EP Carrillo 5th Anniversary
I actually smoked a couple of these 5th Anniversaries the week they arrived at my local shop. My notes for both are pretty similar. I picked up creamy roasted nuts with savory and aromatic qualities, coffee, honey, bread and maybe a little leather. Like most of Ernie’s cigars, they’re good right away, but I suspect they’ll be great with some time. I plan to find out.
Espinosa Laranja Reserva Corona Gorda
You don’t have to be fluent in Portuguese to have a pretty good idea what the name of the cigar means. The band is predominantly orange in color, and it seems to suggest the fruit as well, even though one doesn’t actually appear anywhere in the design. (I suspect including food items on a cigar band would be problematic these days.) Once lit, the cigar had a pretty airy draw, and at one point, I ran into a chunk of tobacco that turned black but didn’t burn. Flavor-wise, it had an enjoyable profile of creamy coffee, cocoa, orange peel and sweet notes. Despite significant construction problems throughout, it was a good enough cigar to try it again.
La Aurora 107 Lancero
On Wednesday, the 8th of this month, La Aurora turned 111 years old. To celebrate, Guillermo and Michelle León are donating 11 cents for every picture received by the brand’s social media. It’s hard to say no to something like that, so I bought 107 Lancero at my local shop so I could participate. Like most La Aurora cigars I’ve had, if you aren’t retrohaling the smoke occasionally, you’re not getting the full story. I noted sweet grass, bread, earth and a touch of citrus acidity. But I also tasted something I don’t recall in the 107 Lancero, a little bit of tea, along the lines of Earl Grey. It’s easy to forget about this cigar with each year’s new releases, and if you have, it’s worth revisiting.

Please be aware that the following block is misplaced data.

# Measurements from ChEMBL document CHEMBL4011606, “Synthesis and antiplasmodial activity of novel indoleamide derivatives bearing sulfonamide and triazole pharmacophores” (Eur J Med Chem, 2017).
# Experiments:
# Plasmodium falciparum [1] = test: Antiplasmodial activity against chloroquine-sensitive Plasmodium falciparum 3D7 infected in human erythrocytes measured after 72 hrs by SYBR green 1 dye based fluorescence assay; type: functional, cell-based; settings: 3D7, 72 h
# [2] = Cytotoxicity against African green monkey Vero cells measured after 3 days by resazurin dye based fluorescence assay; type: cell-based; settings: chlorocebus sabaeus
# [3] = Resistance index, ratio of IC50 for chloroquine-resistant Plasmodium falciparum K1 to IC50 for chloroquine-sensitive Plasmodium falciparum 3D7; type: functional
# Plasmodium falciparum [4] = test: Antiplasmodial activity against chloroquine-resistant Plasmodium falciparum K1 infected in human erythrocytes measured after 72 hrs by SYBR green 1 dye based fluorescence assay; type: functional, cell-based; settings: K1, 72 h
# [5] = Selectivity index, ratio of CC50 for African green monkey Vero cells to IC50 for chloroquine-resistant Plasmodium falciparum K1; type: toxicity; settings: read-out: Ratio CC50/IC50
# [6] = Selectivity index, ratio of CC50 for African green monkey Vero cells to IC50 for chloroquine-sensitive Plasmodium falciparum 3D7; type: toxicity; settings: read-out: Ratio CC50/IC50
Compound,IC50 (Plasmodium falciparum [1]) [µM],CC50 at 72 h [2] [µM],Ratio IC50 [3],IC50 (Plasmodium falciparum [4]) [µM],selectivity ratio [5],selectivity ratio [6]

La Palina Black Label Robusto
I bought this on my recent visit to New York City with the plan to smoke it in Paley park, the only smoking park in the city. (Which also happens to be owned by Bill Paley, the owner of La Palina Cigars.) But I ran out of time, so I smoked it at home. Arguably, that was for the best, it was cold in the city, and those piercing gusts of wind may have difficult to fully enjoy the cigar. The wrapper had bold aroma of tobacco and something akin to a new brake pad, unusually potent for a La Palina cigar. The flavors were equally bold. Pepper, chocolate, leather, lingering coffee, a touch of tart cherry and raisin sweetness. Definitely the boldest La Palina I’ve come across, but a cigar that doesn’t sacrifice flavor for power.
* Big Brother would have you know these cigars were gifts or free samples, and that my opinions on them is suspect. My opinions (and this bottle of high-octane, barrel-proof bourbon) are my own, your response to them is your own. All your base are belong to us.
** I have too many smokes, and this denotes that the smoke in question has been sitting in one of my humidors for at least a year, and thus qualifies as “aged”. If my collection continues to grow, the chances are good I’ll be on that Discovery Channel show about people who hoard stuff and face eviction.
Some of the pictures in Brian’s The Week In Smoke first appeared on twitter or instagram. If you’d like to see these lists constructed in real time, follow Brian on twitter or instagram. If you don’t, you’ll make the Fail Whale cry. And he’s ugly when he cries.